TRANSCRIPT

Trip Coach: July 24, 2007

Beth Whitman, author of 'Wanderlust and Lipstick: The Essential Guide for Women Traveling Solo,' answered your questions on solo travel.

Beth Whitman: Well, a bargain is really subjective. You and I might have very different ideas about what makes a good deal. Having said that, no matter what your budget is (or where you're going), you'll want to travel during the shoulder season (neither the high nor the low season) to get the best deal with the best weather.

I'd recommend narrowing down which location you're most interested in visiting, and then doing some research into when the shoulder season is. Hotel rates and airfares will definitely be lower during this time.

Once you've picked out a couple of resorts that you are interested in, bargain bargain bargain. Don't be afraid to ask for a lower rate or that free meals or an organized tour be added at no cost. You may even want to reveal that one resort is offering you a better deal than another and let the haggling begin.

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Waltham, Mass.: I am a solo 60-year-young woman who will be traveling to Barcelona, Sicily and the Amalfi coast this September. I have read the numerous websites on how to protect yourself and your belongings from potential thieves and scam artists. Once in Spain and Italy, my main mode of travel will be the local train and bus systems. Am I asking for trouble being a solo female wanting to get to know and explore Italy, the country, and not just see the main tourist havens so many people trudge through? My grandparents were born in Sicily and I want to get to know the people and their island. Any suggestions on how I can explore by myself and still stay safe?

Thank You
Lynne

Beth Whitman: Hi, Lynne. Just because you're a solo woman traveling on her own, you're definitely not "asking for trouble" but you'll want to take some extra precautions.

Thieves are generally opportunistic and are looking for a quick steal. Travel with a cable lock to secure your bags to your seat/sleeper on the trains. Also, lock the zippers together of your bags so that no one can easily open them.

I carry my passport, the majority of my cash as well as my credit cards in a neck pouch (though I think I'm going to travel with a leg pouch next time) tucked under my clothes. I then carry a change purse with a small amount of local currency and perhaps a $20 bill (U.S). If I am robbed, I can quickly hand this over to a thief and not feel like I've been totally swindled.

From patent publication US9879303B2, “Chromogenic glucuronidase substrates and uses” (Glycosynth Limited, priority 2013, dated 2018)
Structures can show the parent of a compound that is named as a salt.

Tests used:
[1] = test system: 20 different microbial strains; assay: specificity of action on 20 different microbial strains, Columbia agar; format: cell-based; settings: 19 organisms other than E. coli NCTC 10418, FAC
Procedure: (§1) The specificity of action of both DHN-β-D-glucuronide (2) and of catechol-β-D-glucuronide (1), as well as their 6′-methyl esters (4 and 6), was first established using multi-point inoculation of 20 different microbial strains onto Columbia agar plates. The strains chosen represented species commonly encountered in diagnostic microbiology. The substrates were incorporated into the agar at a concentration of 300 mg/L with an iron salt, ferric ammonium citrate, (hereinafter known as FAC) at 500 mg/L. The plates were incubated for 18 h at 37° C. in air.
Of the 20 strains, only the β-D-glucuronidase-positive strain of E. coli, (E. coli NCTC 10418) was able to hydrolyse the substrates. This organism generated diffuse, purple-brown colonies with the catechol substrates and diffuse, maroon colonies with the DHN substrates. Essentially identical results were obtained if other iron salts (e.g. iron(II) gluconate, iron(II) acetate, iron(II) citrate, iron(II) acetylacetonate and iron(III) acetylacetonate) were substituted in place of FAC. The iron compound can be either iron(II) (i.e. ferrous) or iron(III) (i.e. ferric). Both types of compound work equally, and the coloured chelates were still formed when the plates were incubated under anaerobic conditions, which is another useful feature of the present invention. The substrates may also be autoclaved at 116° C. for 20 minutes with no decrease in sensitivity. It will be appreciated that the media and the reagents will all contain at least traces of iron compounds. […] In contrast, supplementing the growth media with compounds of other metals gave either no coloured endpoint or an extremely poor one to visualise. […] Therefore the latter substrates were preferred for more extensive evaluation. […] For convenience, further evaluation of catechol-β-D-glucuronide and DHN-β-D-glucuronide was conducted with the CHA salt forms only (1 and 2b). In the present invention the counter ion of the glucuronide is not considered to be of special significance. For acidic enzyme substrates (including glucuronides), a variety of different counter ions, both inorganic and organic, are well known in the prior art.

Always stay on guard and never let go of your belongings. It's that few seconds of inattentiveness when your bag(s) could get snatched.

Finally, be aware that gypsies and young children are often the culprits of thievery in some European countries, not men with knives. A nice middle-aged woman with a baby could rip you off by reaching into your pockets and grabbing your cash simply because you are not aware of her intentions.

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Burlington, Vt.: Is it safe for a woman to visit Chile alone? Can you recommend any tour operators to visit the Atacama desert?

Beth Whitman: Under the right circumstances, I believe it's safe for a woman to visit any place on her own. I would never suggest that a person (male or female) not go to a place that is high on their wish list. Despite the warnings from the U.S. government, few places are life threatening. Perhaps not always easy, but rarely dangerous.

Get yourself educated about Chile (if you're not already) and prepare yourself for the machismo, politics and any other issues you feel you might encounter. Talk with others who have just returned from there and read lots of magazines or online articles about the current state of affairs.

I actually don't have any recommendations for tour operators for the Atacama Desert, but an online search and some research in online travel forums will, I'm sure, reveal some great options.

On the June 26th Trip Coach, Wayne Bernhardson answered questions with regards to Chile. You might be able to find some additional information there.

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Lake in the Hills, Ill.: I will be going to Paris on my own between Christmas and New Year's. I am very excited as this is my first visit to Paris, but as a woman (38-years-old) traveling alone, I am also a bit anxious. During the day I am quite comfortable wandering and exploring at my own pace; however in the evenings my danger senses perk up and I get nervous going out anywhere on my own. I feel that I am missing out on a lot of the travel experience because of this my fear. Do you have any tips on how I might overcome this? And if you have been to Paris, do you have any suggestions for "safe" evening attractions?

Note:This story was accurate when it was published. Please be sure to confirm all rates and details directly with the companies in question before planning your trip.
 

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